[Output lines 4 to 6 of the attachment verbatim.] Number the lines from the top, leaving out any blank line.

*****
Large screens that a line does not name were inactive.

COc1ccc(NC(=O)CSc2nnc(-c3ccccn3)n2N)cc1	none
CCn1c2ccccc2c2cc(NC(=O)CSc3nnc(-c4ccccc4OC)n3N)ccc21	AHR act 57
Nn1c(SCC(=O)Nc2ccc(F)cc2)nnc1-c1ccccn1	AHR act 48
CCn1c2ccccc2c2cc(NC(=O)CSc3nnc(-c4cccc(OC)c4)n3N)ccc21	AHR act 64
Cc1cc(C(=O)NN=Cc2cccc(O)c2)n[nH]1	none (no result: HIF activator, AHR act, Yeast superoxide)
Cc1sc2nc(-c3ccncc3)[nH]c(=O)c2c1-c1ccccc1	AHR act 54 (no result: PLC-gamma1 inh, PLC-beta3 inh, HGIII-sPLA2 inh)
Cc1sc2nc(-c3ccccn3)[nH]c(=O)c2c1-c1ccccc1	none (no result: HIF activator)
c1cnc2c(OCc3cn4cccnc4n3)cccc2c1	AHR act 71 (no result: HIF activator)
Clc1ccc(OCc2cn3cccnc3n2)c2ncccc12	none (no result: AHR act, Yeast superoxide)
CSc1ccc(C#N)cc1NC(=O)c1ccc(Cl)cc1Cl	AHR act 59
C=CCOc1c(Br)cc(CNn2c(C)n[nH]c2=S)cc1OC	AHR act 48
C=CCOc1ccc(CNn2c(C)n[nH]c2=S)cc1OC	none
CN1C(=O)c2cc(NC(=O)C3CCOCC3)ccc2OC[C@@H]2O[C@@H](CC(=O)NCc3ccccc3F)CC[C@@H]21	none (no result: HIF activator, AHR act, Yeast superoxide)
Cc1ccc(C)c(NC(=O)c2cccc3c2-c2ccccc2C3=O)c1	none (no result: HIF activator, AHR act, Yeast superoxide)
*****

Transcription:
Nn1c(SCC(=O)Nc2ccc(F)cc2)nnc1-c1ccccn1	AHR act 48
CCn1c2ccccc2c2cc(NC(=O)CSc3nnc(-c4cccc(OC)c4)n3N)ccc21	AHR act 64
Cc1cc(C(=O)NN=Cc2cccc(O)c2)n[nH]1	none (no result: HIF activator, AHR act, Yeast superoxide)